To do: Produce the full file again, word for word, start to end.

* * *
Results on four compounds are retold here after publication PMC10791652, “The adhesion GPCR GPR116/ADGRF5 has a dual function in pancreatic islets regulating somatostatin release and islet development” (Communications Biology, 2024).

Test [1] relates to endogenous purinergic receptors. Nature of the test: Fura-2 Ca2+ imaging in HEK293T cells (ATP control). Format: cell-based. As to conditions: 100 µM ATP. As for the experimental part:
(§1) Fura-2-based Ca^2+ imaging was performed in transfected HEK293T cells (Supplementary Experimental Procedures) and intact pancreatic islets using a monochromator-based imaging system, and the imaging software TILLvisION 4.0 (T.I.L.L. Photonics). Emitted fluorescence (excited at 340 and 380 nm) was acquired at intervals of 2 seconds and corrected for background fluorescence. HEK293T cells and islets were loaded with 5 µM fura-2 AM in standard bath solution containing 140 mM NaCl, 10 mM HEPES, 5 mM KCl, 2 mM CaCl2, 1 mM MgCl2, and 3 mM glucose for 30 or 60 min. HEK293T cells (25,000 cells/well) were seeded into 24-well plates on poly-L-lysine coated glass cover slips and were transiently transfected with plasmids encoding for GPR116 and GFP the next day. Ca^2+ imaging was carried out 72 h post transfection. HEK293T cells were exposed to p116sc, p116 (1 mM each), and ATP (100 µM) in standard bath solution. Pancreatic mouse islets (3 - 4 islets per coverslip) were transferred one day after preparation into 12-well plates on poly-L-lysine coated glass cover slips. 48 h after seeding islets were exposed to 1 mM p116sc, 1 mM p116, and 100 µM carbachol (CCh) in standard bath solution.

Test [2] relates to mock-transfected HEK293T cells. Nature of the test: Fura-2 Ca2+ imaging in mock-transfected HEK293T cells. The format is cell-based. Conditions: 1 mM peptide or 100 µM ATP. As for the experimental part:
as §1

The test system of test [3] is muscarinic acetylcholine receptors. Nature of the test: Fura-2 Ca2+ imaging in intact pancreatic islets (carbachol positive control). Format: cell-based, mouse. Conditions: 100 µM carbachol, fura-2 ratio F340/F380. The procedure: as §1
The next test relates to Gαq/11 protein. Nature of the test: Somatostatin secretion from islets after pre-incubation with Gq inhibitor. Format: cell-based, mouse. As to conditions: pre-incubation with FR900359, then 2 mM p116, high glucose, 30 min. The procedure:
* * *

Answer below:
Results on four compounds are retold here after publication PMC10791652, “The adhesion GPCR GPR116/ADGRF5 has a dual function in pancreatic islets regulating somatostatin release and islet development” (Communications Biology, 2024).

Test [1] relates to endogenous purinergic receptors. Nature of the test: Fura-2 Ca2+ imaging in HEK293T cells (ATP control). Format: cell-based. As to conditions: 100 µM ATP. As for the experimental part:
(§1) Fura-2-based Ca^2+ imaging was performed in transfected HEK293T cells (Supplementary Experimental Procedures) and intact pancreatic islets using a monochromator-based imaging system, and the imaging software TILLvisION 4.0 (T.I.L.L. Photonics). Emitted fluorescence (excited at 340 and 380 nm) was acquired at intervals of 2 seconds and corrected for background fluorescence. HEK293T cells and islets were loaded with 5 µM fura-2 AM in standard bath solution containing 140 mM NaCl, 10 mM HEPES, 5 mM KCl, 2 mM CaCl2, 1 mM MgCl2, and 3 mM glucose for 30 or 60 min. HEK293T cells (25,000 cells/well) were seeded into 24-well plates on poly-L-lysine coated glass cover slips and were transiently transfected with plasmids encoding for GPR116 and GFP the next day. Ca^2+ imaging was carried out 72 h post transfection. HEK293T cells were exposed to p116sc, p116 (1 mM each), and ATP (100 µM) in standard bath solution. Pancreatic mouse islets (3 - 4 islets per coverslip) were transferred one day after preparation into 12-well plates on poly-L-lysine coated glass cover slips. 48 h after seeding islets were exposed to 1 mM p116sc, 1 mM p116, and 100 µM carbachol (CCh) in standard bath solution.

Test [2] relates to mock-transfected HEK293T cells. Nature of the test: Fura-2 Ca2+ imaging in mock-transfected HEK293T cells. The format is cell-based. Conditions: 1 mM peptide or 100 µM ATP. As for the experimental part:
as §1

The test system of test [3] is muscarinic acetylcholine receptors. Nature of the test: Fura-2 Ca2+ imaging in intact pancreatic islets (carbachol positive control). Format: cell-based, mouse. Conditions: 100 µM carbachol, fura-2 ratio F340/F380. The procedure: as §1
The next test relates to Gαq/11 protein. Nature of the test: Somatostatin secretion from islets after pre-incubation with Gq inhibitor. Format: cell-based, mouse. As to conditions: pre-incubation with FR900359, then 2 mM p116, high glucose, 30 min. The procedure: